When I started to feel better (due to the high dose steroids) I called Pfizer (The manufacturer of Xeljanz) and reported my “adverse reaction”. At first the woman on the phone did not want to take my “story” as an adverse reaction… she kept “correcting” me, trying to put words in my mouth that were positive about my experience with the drug. I was firm and kept repeating myself until FINALLY she started to document what I was actually saying. I had my dates, my doses, everything documented. I asked her to read back my “testimony” and she finally had it correct. A few days later I received paperwork with my “adverse reaction” as well as an apology AND an offer to pay me back for the last month of Xeljanz. The cost for that monthly supply was over 600 dollars, so I took them up on the offer. I did not sign any documentation in order to get the refund.  

As I mentioned at the beginning of my post, this was my experience, and we are all different. However, with my experience, please take the following two things with you. 

First, we are so hopeful for a new drug protocol to work, that we sometimes overlook symptoms. Xeljanz was failing me as early as August, but I chose not to see it.

Second, as with ANY drug, if you have an adverse reaction, please report it to the manufacturer. They (the manufacturer) learn from us, the consumer. Especially on a new drug such as Xeljanz.  


Thursday, July 19, 2012

Good Days, Bad Days, Rheum Days

I had a rituximab chemo infusion today, and part of the pre med is a large dose of  IV steroid, so I am feeling very good (Steroids reduce the inflammation of RA). However, it also hypes you up, where you can't sleep and you are the energizer bunny! The infusion went very well and I tolerated the procedure better then in the past, now, comes the prayer that it will work! This 'steroid" feeling will last 24 to 48 hours if I am lucky. I will take advantage of the time.

 I posted the title above a few weeks ago on twitter, and somebody said, "that reminds me of Dr Seuss!" Yes-- it does rhyme like Seuss... today... I recalled a book by Seuss.. and dug it out of my huge collection of children's books. It is called My Many Colored Days, by Dr Seuss, copyright 1996. As I read the pages... I was able to 'connect" with the simple book in a whole different way--as an adult with Rheumatoid Arthritis and Crohns. Allow me to quote a few of the pages: All italics/ bold are from the book.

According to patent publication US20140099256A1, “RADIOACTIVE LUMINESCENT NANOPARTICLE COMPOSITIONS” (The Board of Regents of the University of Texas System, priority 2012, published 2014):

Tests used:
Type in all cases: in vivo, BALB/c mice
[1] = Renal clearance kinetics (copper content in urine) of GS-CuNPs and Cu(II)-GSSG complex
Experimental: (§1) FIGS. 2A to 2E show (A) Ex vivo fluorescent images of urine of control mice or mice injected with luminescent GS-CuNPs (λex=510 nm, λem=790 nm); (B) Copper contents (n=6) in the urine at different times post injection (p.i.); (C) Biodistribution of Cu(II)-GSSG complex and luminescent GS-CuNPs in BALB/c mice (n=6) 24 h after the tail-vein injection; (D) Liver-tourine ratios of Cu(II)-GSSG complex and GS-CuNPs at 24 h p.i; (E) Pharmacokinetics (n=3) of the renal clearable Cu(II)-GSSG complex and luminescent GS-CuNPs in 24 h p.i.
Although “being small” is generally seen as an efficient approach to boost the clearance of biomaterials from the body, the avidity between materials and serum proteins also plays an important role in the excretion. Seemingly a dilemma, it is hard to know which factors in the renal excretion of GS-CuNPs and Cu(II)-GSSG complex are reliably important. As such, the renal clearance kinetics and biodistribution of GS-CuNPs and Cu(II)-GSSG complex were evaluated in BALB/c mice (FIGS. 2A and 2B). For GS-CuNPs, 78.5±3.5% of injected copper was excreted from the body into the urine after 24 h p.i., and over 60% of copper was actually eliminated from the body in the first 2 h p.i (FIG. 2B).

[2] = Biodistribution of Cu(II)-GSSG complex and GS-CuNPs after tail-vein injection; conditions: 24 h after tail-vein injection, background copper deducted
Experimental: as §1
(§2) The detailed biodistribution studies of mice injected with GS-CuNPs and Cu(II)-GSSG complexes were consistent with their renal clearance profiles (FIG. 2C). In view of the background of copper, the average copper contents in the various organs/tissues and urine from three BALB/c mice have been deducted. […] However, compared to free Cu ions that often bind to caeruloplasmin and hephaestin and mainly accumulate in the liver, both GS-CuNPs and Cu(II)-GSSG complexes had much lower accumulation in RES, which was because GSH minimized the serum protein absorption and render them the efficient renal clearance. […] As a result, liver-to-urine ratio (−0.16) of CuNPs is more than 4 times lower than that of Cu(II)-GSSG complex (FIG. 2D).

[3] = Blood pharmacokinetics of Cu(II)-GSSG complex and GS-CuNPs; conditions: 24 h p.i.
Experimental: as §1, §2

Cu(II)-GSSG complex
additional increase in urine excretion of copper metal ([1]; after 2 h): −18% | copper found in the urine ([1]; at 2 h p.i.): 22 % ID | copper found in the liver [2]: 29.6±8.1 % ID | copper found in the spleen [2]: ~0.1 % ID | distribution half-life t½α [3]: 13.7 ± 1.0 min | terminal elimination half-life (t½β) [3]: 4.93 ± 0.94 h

Some days are yellow -- a happy face... this is ME, before Rheum. I loved yellow and always wore yellow on rainy days, as my mom told me, it reminded people that the sun would return!
Some days of course, feel sort of brown, then I feel slow and low, low down. A sad bear depicts this picture... oh oh, Rheum has hit me, only, I  didn't know what it was...thus began my journey.
Then comes a yellow day and, Weeeeeeeeeeeeeeeeeeeeeee, I am a busy bee! Wait! Maybe I just had a 'bug" of some sort.. and I am all better now... blissful ignorance, I am not sick!
Gray Day...everything is gray. I watch. But nothing moves today. Oh oh... it hurts to move AGAIN!? What is wrong with me? I am sick AGAIN! I am in a major crohns flare and am hospitalized twice. This is when I become really sick and I am one of the lucky ones with blood work to prove my RA and Crohns. I am diagnosed with RA and Crohns. May, 2010. (my birth month, BTW)
On Purple days... I'm sad. I groan. I drag my tail, I walk alone. The realization of these diseases and what they are doing to me and my body hits me like a dinosaur (as depicted in the book).
Then come my black days. MAD and LOUD I howl, I growl at every cloud. Depression hits, Anger hits... in real life. This is MY LIFE... do I wallow in the black and purple days!? Similar to the bruises that methotrexate sub q injections give me every week? I try not too.... because the book ends....with this...
But it all turns out all right, you see. and I go back to being ME. Again, the depiction of a YELLOW stick figure. Rheum and Crohns take away a lot of things, but... it can't take away the ME inside... I am the same person... just modified to combat both of these diseases face forward.